Policy Studies Energy and Environment

Improving the market for clean energy in Texas

The last few years have seen an incredible decline in the price of technologies that provide clean energy or increase energy efficiency. The cost of solar power has fallen by more than half since 2009. In April 2015, Tesla announced the release of its new Powerwall battery, providing commercially available electrical-storage options for residential and commercial consumers, as well as for utilities.

The untapped benefits to Texas from clean-energy technologies are enormous. Texas has more solar-power potential than any other state. A 2008 study by the Public Utility Commission of Texas found that energy-efficiency measures could save Texans between $4.2 billion and $11.9 billion. Moreover, the Lone Star State’s considerable manufacturing base is ideally suited to take advantage of large-scale cogeneration, in which heat generated as a side-effect of the manufacturing process is used to produce electricity.

Yet when we turn from potential to reality, Texas often lags. Despite falling prices, Texas ranks behind such states as Colorado and New Jersey in solar-electric capacity. Many energy-efficiency and other projects that generate significant cost savings on paper remain undeveloped.

The key question – is Texas’ low utilization of clean energy and energy efficiency something about which free-market advocates should be concerned? The answer depends on the cause of the lag. Other states may use more solar power because government subsidies and mandates have increased demand artificially.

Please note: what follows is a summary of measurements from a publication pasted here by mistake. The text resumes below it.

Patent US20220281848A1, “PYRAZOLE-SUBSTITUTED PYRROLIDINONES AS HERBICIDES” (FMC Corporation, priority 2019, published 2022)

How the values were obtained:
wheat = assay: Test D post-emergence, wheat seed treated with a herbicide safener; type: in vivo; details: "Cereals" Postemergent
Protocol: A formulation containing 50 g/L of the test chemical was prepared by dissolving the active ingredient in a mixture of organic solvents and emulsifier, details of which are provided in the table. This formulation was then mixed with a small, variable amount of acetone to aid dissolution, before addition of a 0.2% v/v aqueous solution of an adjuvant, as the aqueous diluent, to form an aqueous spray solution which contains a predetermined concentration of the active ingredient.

To the extent that lower use of clean energy and energy-efficiency technologies is genuinely the result of market forces and consumer preferences, this should be respected. Government should not use subsidies or mandates to increase demand for clean-energy sources.

On the other hand, if Texas isn’t meeting its potential on clean energy because of structural factors, regulatory barriers or a lack of appropriate financing options, addressing these problems should be seen as an opportunity to allow the market to function more effectively by removing obstacles in its path. Many clean-energy technologies require high upfront costs that are repaid over the lifetime of the system. These initial costs may deter widespread adoption, either because of uncertainty or lack of financing.

Fortunately, the last few years have seen the development of a number of new financing options that allow for greater access to clean energy without undercutting market forces.

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